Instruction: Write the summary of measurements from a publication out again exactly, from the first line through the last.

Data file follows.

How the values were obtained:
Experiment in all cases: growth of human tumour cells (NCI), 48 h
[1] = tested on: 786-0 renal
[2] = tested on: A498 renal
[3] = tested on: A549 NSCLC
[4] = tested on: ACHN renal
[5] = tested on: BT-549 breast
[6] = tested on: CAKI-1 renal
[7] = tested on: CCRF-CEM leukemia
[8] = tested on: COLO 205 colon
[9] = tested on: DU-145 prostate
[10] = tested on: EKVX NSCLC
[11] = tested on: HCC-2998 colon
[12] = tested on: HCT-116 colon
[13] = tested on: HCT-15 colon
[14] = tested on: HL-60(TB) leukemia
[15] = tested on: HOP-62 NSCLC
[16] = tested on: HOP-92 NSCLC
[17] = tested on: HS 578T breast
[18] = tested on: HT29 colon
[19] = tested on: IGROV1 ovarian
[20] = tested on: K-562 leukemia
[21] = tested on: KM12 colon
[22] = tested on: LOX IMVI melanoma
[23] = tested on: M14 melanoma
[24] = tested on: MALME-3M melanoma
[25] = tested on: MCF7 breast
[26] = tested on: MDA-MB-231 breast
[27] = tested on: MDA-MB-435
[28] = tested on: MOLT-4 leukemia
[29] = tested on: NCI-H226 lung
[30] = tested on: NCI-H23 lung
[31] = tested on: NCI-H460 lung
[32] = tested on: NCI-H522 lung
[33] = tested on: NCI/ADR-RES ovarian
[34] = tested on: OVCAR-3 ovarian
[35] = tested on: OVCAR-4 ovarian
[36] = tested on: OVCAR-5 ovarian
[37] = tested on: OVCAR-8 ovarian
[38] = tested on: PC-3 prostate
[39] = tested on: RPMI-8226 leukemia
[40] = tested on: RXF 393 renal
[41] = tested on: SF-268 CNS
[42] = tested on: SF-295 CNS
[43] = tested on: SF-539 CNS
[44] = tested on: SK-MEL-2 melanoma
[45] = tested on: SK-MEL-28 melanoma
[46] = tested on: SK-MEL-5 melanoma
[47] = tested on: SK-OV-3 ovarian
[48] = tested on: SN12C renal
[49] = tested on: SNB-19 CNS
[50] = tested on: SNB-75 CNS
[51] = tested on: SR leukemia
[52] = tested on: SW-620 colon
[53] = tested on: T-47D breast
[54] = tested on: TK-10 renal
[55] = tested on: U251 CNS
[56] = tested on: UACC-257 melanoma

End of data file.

How the values were obtained:
Experiment in all cases: growth of human tumour cells (NCI), 48 h
[1] = tested on: 786-0 renal
[2] = tested on: A498 renal
[3] = tested on: A549 NSCLC
[4] = tested on: ACHN renal
[5] = tested on: BT-549 breast
[6] = tested on: CAKI-1 renal
[7] = tested on: CCRF-CEM leukemia
[8] = tested on: COLO 205 colon
[9] = tested on: DU-145 prostate
[10] = tested on: EKVX NSCLC
[11] = tested on: HCC-2998 colon
[12] = tested on: HCT-116 colon
[13] = tested on: HCT-15 colon
[14] = tested on: HL-60(TB) leukemia
[15] = tested on: HOP-62 NSCLC
[16] = tested on: HOP-92 NSCLC
[17] = tested on: HS 578T breast
[18] = tested on: HT29 colon
[19] = tested on: IGROV1 ovarian
[20] = tested on: K-562 leukemia
[21] = tested on: KM12 colon
[22] = tested on: LOX IMVI melanoma
[23] = tested on: M14 melanoma
[24] = tested on: MALME-3M melanoma
[25] = tested on: MCF7 breast
[26] = tested on: MDA-MB-231 breast
[27] = tested on: MDA-MB-435
[28] = tested on: MOLT-4 leukemia
[29] = tested on: NCI-H226 lung
[30] = tested on: NCI-H23 lung
[31] = tested on: NCI-H460 lung
[32] = tested on: NCI-H522 lung
[33] = tested on: NCI/ADR-RES ovarian
[34] = tested on: OVCAR-3 ovarian
[35] = tested on: OVCAR-4 ovarian
[36] = tested on: OVCAR-5 ovarian
[37] = tested on: OVCAR-8 ovarian
[38] = tested on: PC-3 prostate
[39] = tested on: RPMI-8226 leukemia
[40] = tested on: RXF 393 renal
[41] = tested on: SF-268 CNS
[42] = tested on: SF-295 CNS
[43] = tested on: SF-539 CNS
[44] = tested on: SK-MEL-2 melanoma
[45] = tested on: SK-MEL-28 melanoma
[46] = tested on: SK-MEL-5 melanoma
[47] = tested on: SK-OV-3 ovarian
[48] = tested on: SN12C renal
[49] = tested on: SNB-19 CNS
[50] = tested on: SNB-75 CNS
[51] = tested on: SR leukemia
[52] = tested on: SW-620 colon
[53] = tested on: T-47D breast
[54] = tested on: TK-10 renal
[55] = tested on: U251 CNS
[56] = tested on: UACC-257 melanoma